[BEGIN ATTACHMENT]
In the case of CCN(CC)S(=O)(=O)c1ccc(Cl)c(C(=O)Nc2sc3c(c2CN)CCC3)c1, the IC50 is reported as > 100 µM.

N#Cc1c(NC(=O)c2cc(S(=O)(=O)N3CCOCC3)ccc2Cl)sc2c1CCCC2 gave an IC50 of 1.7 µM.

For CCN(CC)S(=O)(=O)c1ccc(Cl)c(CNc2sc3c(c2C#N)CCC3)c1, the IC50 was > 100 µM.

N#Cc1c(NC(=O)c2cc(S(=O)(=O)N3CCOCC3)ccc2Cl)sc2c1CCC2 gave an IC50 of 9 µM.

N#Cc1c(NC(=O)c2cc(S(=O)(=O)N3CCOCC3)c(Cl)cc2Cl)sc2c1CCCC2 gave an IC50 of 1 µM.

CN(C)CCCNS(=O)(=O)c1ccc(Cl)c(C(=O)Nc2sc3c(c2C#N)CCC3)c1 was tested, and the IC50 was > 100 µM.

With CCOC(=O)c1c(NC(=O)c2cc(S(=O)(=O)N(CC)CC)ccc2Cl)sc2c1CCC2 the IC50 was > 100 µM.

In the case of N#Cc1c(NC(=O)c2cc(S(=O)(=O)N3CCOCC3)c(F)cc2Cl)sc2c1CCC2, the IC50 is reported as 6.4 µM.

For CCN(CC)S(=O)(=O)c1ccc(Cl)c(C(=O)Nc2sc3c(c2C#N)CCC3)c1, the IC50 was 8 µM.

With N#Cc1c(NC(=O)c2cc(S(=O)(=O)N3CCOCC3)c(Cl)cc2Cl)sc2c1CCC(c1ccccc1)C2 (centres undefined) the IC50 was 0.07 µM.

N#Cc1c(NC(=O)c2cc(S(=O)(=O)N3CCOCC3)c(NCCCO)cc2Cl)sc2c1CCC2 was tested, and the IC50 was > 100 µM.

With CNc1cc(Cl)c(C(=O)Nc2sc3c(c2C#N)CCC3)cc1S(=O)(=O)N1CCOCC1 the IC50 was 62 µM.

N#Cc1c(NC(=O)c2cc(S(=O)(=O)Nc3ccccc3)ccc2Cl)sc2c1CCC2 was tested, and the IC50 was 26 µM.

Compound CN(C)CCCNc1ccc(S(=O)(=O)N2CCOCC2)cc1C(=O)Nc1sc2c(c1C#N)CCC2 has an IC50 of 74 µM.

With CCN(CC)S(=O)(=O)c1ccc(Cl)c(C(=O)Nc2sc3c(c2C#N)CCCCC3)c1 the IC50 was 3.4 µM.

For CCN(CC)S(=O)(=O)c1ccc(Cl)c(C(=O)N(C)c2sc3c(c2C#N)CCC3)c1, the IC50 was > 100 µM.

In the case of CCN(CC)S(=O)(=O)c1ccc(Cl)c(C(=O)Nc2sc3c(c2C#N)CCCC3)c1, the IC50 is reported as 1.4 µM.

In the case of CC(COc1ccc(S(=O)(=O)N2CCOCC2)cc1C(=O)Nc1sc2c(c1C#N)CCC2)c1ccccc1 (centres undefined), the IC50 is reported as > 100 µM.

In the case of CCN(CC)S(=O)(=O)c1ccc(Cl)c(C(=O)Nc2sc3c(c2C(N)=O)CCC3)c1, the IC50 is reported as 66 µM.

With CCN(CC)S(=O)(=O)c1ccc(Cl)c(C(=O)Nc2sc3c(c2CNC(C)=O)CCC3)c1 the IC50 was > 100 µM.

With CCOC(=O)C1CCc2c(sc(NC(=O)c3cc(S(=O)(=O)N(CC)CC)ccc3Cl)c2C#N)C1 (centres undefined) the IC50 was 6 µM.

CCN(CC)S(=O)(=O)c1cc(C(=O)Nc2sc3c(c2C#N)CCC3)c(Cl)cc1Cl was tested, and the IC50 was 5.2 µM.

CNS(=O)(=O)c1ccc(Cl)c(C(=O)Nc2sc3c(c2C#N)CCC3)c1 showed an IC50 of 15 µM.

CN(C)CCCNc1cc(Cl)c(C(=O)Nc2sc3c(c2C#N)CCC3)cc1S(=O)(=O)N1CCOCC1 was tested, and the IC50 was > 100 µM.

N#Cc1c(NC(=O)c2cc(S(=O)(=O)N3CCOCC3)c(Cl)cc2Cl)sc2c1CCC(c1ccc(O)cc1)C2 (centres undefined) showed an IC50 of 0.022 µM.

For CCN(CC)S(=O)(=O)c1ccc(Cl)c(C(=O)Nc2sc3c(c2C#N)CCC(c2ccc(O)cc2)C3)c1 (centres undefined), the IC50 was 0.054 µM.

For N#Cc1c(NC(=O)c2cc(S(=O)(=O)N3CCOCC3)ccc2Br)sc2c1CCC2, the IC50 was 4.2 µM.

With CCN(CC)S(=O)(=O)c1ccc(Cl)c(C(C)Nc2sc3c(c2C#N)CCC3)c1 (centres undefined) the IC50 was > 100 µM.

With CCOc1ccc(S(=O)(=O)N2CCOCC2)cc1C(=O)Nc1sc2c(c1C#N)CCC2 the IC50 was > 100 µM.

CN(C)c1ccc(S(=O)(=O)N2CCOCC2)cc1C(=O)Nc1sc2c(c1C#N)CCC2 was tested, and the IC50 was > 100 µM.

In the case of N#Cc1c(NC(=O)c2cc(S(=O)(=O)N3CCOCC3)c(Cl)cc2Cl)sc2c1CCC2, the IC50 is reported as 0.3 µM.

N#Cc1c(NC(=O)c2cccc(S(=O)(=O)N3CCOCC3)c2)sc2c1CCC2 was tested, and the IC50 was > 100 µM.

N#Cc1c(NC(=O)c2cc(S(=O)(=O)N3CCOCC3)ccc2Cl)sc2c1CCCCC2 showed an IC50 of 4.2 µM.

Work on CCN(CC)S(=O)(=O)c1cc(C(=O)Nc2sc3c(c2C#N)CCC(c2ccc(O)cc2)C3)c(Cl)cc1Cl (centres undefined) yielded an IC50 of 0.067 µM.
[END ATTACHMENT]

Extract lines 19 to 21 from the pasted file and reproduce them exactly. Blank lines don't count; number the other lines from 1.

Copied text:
In the case of CCN(CC)S(=O)(=O)c1ccc(Cl)c(C(=O)Nc2sc3c(c2C(N)=O)CCC3)c1, the IC50 is reported as 66 µM.

With CCN(CC)S(=O)(=O)c1ccc(Cl)c(C(=O)Nc2sc3c(c2CNC(C)=O)CCC3)c1 the IC50 was > 100 µM.

With CCOC(=O)C1CCc2c(sc(NC(=O)c3cc(S(=O)(=O)N(CC)CC)ccc3Cl)c2C#N)C1 (centres undefined) the IC50 was 6 µM.